On the other hand, the Ryzen 5600G is a decent option if you plan to play single-player experiences or those AAA titles or esports titles (like Fortnite and COD: Warzone), because there aren’t many substantiating differences and you’re going to have pretty much the same feel.

I am, in fact, confident that if I gave you two separate systems with the Ryzen X and G side by side with a game like The Witcher 3 or even Cyberpunk, you wouldn’t be able to tell the difference with all the counters and fps measurements turned off.

Honestly, these two chips are so close in performance.

Final verdict

I like that AMD has kept the price of both the x and g Ryzen versions reasonable. While both are good, the non-X comes with a smaller form factor CPU cooler, thereby offering more for less money.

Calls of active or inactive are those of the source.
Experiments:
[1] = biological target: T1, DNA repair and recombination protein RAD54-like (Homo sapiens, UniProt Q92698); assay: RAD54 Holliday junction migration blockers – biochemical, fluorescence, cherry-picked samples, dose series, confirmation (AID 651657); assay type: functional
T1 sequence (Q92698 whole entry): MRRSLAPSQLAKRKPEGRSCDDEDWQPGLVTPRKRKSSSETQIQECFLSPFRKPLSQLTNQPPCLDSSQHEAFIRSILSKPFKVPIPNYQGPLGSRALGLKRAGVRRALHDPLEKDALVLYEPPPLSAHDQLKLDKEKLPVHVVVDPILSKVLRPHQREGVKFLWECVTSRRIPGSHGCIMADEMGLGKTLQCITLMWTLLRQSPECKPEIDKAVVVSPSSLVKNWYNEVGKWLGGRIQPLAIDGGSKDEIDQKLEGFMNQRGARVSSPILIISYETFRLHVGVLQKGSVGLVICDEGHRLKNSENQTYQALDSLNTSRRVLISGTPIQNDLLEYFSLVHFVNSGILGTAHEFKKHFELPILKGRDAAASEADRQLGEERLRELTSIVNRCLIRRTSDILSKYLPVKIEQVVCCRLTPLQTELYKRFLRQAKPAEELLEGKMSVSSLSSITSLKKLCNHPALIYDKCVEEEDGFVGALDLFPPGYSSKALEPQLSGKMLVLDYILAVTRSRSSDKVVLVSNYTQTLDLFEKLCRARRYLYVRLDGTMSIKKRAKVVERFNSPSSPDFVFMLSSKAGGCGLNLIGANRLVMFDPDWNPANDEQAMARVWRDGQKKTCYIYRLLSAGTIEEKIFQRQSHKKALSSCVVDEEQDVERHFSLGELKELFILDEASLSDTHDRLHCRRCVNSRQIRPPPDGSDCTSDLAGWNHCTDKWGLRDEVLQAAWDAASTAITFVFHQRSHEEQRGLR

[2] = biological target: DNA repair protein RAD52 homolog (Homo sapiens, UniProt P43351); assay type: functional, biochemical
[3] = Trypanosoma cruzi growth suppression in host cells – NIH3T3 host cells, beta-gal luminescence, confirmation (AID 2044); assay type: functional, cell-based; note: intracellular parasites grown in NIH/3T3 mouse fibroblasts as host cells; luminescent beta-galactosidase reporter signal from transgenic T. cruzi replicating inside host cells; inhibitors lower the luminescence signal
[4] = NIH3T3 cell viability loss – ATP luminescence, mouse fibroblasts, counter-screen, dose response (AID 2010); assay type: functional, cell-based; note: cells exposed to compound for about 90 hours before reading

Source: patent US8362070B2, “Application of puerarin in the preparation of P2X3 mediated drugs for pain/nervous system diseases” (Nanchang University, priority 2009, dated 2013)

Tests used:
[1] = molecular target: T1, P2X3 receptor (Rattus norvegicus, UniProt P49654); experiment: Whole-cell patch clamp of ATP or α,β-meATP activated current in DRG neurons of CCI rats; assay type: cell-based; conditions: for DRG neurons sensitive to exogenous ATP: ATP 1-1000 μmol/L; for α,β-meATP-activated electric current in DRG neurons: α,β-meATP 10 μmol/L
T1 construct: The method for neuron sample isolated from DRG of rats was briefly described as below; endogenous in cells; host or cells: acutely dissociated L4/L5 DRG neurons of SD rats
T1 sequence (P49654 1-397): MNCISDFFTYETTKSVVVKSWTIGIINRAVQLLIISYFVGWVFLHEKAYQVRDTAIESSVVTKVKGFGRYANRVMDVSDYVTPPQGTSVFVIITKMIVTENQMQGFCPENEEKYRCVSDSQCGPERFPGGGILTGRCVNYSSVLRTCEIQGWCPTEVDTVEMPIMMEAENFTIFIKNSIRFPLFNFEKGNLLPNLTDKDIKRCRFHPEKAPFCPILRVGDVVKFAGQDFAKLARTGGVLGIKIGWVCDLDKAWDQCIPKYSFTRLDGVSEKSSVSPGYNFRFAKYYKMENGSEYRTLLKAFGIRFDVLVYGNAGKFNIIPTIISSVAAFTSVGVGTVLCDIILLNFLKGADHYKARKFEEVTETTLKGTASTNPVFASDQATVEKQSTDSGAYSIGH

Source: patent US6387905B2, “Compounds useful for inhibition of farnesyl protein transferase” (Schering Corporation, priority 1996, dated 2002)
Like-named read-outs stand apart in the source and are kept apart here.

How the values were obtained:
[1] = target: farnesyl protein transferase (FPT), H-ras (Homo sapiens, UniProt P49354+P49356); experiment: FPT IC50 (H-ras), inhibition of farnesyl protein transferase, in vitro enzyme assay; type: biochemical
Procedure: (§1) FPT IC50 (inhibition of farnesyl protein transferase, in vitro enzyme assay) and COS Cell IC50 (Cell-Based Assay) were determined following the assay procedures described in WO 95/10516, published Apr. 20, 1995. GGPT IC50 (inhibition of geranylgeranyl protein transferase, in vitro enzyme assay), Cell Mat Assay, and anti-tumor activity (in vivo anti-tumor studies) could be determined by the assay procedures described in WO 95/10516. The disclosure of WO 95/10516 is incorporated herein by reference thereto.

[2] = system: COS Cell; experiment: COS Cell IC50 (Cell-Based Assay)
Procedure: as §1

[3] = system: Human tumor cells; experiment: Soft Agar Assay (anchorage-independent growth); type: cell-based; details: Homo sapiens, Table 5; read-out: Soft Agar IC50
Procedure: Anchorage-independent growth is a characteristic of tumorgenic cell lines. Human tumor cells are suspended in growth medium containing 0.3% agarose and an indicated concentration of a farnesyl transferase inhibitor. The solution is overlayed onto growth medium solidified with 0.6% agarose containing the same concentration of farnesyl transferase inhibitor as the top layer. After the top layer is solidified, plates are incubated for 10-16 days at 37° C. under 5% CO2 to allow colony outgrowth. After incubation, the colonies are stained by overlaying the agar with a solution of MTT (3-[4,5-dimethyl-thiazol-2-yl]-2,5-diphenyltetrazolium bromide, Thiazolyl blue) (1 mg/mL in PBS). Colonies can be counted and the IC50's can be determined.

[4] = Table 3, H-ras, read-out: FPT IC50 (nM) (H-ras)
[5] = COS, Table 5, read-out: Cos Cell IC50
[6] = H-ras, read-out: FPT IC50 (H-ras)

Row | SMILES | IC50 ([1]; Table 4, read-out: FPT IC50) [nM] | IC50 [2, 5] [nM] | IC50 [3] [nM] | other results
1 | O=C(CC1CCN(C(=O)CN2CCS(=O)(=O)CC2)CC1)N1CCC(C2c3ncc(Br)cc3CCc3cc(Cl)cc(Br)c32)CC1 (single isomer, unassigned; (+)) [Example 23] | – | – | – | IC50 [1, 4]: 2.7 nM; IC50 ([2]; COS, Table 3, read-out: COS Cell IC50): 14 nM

I also need to mention the concern about heat and power consumption. If this sounds like a priority to you, then you are better off with Ryzen non-X since they feature nearly half the TDP (a little compromise on performance).

Still, it is fair to conclude that X versions offer added performance at the cost of requiring decent airflow and a decent output power supply.

Overall, I recommend you go for the Ryzen X version if you can afford it, especially if you prioritize maximum gaming performance. But if budget is a constraint, you can go for the Ryzen G, but be prepared to observe a 5 to 10 percent difference in performance.

Again, you can overclock the non-X CPUs, but then you miss out on XFR’s performance and power management.

And as you know, this leaves you with higher temperatures and more power usage.

The choice is yours.